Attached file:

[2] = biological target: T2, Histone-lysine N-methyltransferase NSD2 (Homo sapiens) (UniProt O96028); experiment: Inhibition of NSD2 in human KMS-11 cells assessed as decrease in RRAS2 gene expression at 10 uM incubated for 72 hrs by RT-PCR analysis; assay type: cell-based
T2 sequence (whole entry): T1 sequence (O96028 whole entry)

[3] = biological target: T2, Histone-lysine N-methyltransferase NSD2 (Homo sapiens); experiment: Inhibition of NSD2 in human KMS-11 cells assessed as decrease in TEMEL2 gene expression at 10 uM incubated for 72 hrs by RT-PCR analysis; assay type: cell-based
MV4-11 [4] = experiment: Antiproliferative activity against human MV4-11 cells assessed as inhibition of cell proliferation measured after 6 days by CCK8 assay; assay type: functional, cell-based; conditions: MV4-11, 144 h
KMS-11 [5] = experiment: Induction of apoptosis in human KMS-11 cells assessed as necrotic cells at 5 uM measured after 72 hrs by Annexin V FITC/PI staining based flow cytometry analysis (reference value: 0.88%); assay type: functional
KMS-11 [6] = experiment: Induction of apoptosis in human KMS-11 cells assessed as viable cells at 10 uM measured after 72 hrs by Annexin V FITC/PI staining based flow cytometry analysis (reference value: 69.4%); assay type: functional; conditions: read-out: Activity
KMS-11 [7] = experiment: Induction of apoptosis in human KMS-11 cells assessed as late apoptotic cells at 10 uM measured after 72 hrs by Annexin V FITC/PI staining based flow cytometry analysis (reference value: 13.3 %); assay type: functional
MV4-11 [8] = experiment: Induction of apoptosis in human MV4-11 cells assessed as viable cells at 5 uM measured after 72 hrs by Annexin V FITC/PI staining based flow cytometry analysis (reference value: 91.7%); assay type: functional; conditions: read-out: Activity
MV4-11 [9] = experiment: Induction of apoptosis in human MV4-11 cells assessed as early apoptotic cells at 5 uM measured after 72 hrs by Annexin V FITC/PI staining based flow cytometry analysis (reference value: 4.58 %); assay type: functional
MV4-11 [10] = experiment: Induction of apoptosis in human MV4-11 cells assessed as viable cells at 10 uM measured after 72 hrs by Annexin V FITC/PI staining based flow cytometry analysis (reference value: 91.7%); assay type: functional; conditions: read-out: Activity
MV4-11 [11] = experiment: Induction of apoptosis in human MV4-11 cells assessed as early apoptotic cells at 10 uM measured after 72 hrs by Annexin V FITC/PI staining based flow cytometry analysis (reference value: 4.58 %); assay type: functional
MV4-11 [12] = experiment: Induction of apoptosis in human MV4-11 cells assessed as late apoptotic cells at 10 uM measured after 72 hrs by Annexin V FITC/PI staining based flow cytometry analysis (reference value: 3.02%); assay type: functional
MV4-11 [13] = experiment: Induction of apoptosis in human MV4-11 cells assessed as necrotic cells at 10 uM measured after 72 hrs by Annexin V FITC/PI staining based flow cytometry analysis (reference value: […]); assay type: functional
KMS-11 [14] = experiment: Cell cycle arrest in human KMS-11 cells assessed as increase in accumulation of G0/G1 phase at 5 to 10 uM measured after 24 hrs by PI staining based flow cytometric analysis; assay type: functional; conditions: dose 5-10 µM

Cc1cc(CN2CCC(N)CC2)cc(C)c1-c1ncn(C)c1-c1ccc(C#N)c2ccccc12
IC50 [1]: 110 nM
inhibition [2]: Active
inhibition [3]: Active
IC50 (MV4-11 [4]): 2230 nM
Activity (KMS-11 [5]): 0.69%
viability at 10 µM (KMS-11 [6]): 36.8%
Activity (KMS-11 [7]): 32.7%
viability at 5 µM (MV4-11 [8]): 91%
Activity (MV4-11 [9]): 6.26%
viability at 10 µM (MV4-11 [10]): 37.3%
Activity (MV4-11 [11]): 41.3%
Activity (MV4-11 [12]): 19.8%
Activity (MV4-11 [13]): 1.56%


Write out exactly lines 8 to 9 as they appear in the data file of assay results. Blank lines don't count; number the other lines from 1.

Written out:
MV4-11 [8] = experiment: Induction of apoptosis in human MV4-11 cells assessed as viable cells at 5 uM measured after 72 hrs by Annexin V FITC/PI staining based flow cytometry analysis (reference value: 91.7%); assay type: functional; conditions: read-out: Activity
MV4-11 [9] = experiment: Induction of apoptosis in human MV4-11 cells assessed as early apoptotic cells at 5 uM measured after 72 hrs by Annexin V FITC/PI staining based flow cytometry analysis (reference value: 4.58 %); assay type: functional